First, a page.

200 F2d 120 United States v. One Chevrolet Coach Motor
200 F.2d 120
ONE 1949 CHEVROLET COACH MOTOR NO. GAA953083 et al.
United States Court of Appeals, Tenth Circuit.
Nov. 11, 1952.
Harry G. Foreman, Asst. U.S. Atty., Oklahoma City, Okl. (Robert E. Shelton, U.S. Atty., Oklahoma City, Okl., on the brief), for appellant.
David W. Taylor, Norman, Okl., for appellees.
Before BRATTON, MURRAH, and PICKETT, Circuit Judges.
PICKETT, Circuit Judge.
This appeal raises the question of whether the trial court was justified in remitting the forfeiture of an automobile which had been seized by federal officers while being used for the unlawful transportation of intoxicating liquors in violation of 26 U.S.C.A. § 3253. The automobile was subject to forfeiture under Title 26 U.S.C.A. § 3116. The Associates Discount Corporation, the assignee and holder of a note and conditional sales contract, sought remission of the forfeiture under Title 18 U.S.C.A. § 3617. This section provides that the court in such forfeiture proceedings may not allow a remission or mitigation of the forfeiture unless the claimant proves: 1, that he has an interest in the vehicle as owner or otherwise which he acquired in good faith; 2, that he had at no time any knowledge or reason to believe that the vehicle was being or would be used in the violation of laws of the United States or any State relating to liquor; and 3, if it appears that the interest asserted by the claimant arises out of or is in any way subject to any contract or agreement under which any person having a record or reputation for violating the laws of the United States or any State relating to liquor which the claimant could have discovered by inquiry of designated officers.1
The facts are not in dispute. Admittedly, Cain purchased the automobile for Carlisle, a known bootlegger. Cain had no such reputation. Cain alone executed the retail installment contract whereby he was obligated to pay the dealer the balance due on the purchase price in stated monthly installments. An automobile belonging to Carlisle was exchanged as part of the required down payment, the balance of which was paid by Carlisle. As was customary, the dealer asked the claimant by telephone if it would accept the contract executed by Cain, and was advised by the claimant that the contract would be purchased, and later it was duly assigned. The claimant was not advised of Carlisle's interest in the transaction. Thereafter, unknown to the claimant, title to the car was transferred to Cain and Carlisle jointly. Carlisle made ten monthly payments to the claimant due under the contract.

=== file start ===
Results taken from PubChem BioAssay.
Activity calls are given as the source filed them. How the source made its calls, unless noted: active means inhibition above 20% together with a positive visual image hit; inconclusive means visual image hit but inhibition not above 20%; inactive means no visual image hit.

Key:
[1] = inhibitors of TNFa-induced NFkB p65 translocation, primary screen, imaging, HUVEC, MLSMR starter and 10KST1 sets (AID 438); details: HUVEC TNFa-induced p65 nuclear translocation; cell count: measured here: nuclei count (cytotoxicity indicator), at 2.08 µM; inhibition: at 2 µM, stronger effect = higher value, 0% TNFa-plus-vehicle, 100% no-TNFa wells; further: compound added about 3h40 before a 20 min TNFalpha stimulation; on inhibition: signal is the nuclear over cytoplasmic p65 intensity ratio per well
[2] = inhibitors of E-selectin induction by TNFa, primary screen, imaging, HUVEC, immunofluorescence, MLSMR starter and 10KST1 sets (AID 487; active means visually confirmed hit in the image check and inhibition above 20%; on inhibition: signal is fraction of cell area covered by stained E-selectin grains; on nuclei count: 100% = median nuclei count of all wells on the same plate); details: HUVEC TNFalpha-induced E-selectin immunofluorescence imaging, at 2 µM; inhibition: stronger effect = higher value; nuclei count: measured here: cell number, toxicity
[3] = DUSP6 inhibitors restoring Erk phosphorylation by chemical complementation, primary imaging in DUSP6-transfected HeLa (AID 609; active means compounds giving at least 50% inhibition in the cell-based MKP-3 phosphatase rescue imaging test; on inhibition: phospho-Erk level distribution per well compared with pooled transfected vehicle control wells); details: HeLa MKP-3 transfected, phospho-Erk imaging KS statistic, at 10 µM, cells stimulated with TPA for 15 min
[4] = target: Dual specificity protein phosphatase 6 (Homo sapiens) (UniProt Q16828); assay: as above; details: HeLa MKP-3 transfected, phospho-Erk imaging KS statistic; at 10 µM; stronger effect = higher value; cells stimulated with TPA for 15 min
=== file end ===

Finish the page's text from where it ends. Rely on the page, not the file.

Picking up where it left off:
The claimant did not make inquiry of the officers designated in Sec. 3617(b), but it is conceded that if such inquiry had been made it would have been found that Cain had no record or reputation as a violator of the state or federal laws relating to liquor. Where the purchaser has no such reputation the failure to make the statutory inquiry is excused. Aetna Finance Co. v. United States, 10 Cir., 191 F.2d 63; Interstate Securities Co. v. United States, 10 Cir., 151 F.2d 224; United States v. One 1939 Model DeSoto Coupe, 10 Cir., 119 F.2d 516.
The claimant purchased the contract in good faith without any knowledge of the existence of Carlisle or that he had any interest in the purchased automobile and with the belief that Cain was the real purchaser. Under these circumstances the claimant would be entitled to remission even though Cain was a 'straw purchaser' for Carlisle. United States v. One 1936 Model Ford V-8 De Luxe Coach, 307 U.S. 219, 59 S.Ct. 861, 83 L.Ed. 1249; United States v. Automobile Financing Inc., 5 Cir., 99 F.2d 498; United States v. One 1936 Model Ford V-8 De Luxe Coach, 4 Cir., 93 F.2d 771.
It is contended by the United States that the words 'at no time' as used in Sec. 3617(b)(2) mean that if at any time after the purchase of the vehicle and before the seizure the claimant has knowledge or reason to believe that the vehicle was being used in violation of the laws of the United States or any state relating to liquor, the remission should be refused. A remission or mitigation of forfeiture may be denied a claimant who has acquired an interest in a vehicle in good faith, if thereafter, he has knowledge or reason to believe that the vehicle is being used in violation of the liquor laws and by the exercise of good faith and due diligence could have done something about. United States v. Farrior Motor Co., 5 Cir., 198 F.2d 68. The evidence is without dispute that the claimant had no knowledge at any time that the vehicle was being used or would be used in violation of the liquor laws or even that Carlisle was a bootlegger.